A Girl's Best FriendBookmark and Share

Saturday, 18 March 2006 - Reviewed by Jim Sangster

Intended (by its producer at least) as a pilot for a potential full series, K-9 and Company brought together two of Doctor Who's most popular companions - Sarah-Jane Smith and the robot dog K-9. Team-ups such as this are always exciting and in this case, on first transmission, it was doubly thrilling as the episode bridged the gap between the Five Faces of Doctor Who repeat season and our first glimpses of Peter Davison in action as the Doctor. Sadly, for fans based in the North-west of England, celebrations were delayed when the Winter Hill transmitter suffered a technical problem just a few hours before K-9 and Company was due to be broadcast. As a result, viewers in Liverpool, Manchester and Lancashire would have to wait until the following year, when the episode was rebroadcast.

The story begins with one of the single most bonkers-mad title sequences ever. The title music is excitable and not at all out of place with such thrilling action series as Magnum, Charlie's Angels and other glossy American shows. That this particular production was clearly filmed up a freezing cold hill in autumn unfortunately undermines the effect somewhat as we see fast-edited shots of K-9 on a wall while Sarah swigs Chardonnay (in a red wine glass, no less) while typing up a story outside her local pub. It's an unintentionally funny sequence that sets us up perfectly for what is to follow.

Though the episode works well in reintroducing the lead characters, 'A Girl's Best Friend' (as the episode was subtitled) had a difficult task in trying not to be too much like a rehash of Doctor Who while simultaneously having to be familiar enough to those people who were only tuning in because of the connection to that particular series. It doesn't have any monsters, aliens or spaceships, but it does have similar views on the occult, dismissing it all as superstitious nonsense. It also shares the unfortunate trait of labelling anyone with a faith as an evil nutter.

The producer, John Nathan-Turner, was always concerned with the tabloids making connections of a sexual nature between the leads in Doctor Who. His oft-quoted phrase 'no hanky-panky in the TARDIS' now comes across as a rather odd thing to be worried about in the light of the successful relationship between the Doctor and his companion in the 2005 series. But that was the edict behind 1980s Doctor Who, which led to the casting of a male juvenile companion for both the Doctor and for Sarah-Jane. There's really no danger of Brendan being mistaken for Sarah-Jane's underage lover as he's quite a sexless being. That goes for the rest of the cast too though: Mr Tracey might have a son, but there's no sign of a Mrs Tracey anywhere; Juno Baker and her hubby possibly sleep in separate rooms, such is the lack of genune connection between them; and both Sarah and her Aunt Lavinia have the independent air of feminism-as-written-by-men where they clearly must not be allowed to indulge in any sexual relationships. Hence Sarah being saddled with her aunt's ward (surely a word that, Batman aside, hasn't been uttered in any other fiction written after 1940?).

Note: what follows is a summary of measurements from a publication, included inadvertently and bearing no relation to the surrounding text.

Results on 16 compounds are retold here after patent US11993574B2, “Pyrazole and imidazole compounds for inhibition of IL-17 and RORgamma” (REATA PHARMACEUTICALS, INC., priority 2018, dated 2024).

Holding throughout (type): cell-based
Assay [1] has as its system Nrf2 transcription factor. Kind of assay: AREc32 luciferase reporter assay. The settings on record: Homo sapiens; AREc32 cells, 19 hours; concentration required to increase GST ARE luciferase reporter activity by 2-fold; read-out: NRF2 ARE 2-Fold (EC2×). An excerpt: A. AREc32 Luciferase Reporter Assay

'A Girl's Best Friend' turns out to be an entertaining, if slight, piece of drama. One can't help wondering how a whole series might have paned out though, with Juno and Howard Baker continuing to act like a pair of guilty-as-sin swingers just waiting to entrap Sarah while villager after yokel villager is exposed as a devil-worshipping criminal. Just so long as they remembered the rule - 'no hanky panky in Morton Harwood'...

I always got the impression John Nathan-Turner didn't have a particularly well-developed sense of humour, and unfortunately that seems to be borne out by K-9 and Company. All the elements are there to make for a really funny series full of dramatic coincidences and misunderstandings but it all falls a bit flat in the execution. It's perhaps that missed opportunity that led to the episode failing to make it to the hoped-for full series. Still, it gave Doctor Who fans their very own 'Goat Story for Christmas' (groan) to enjoy every December since.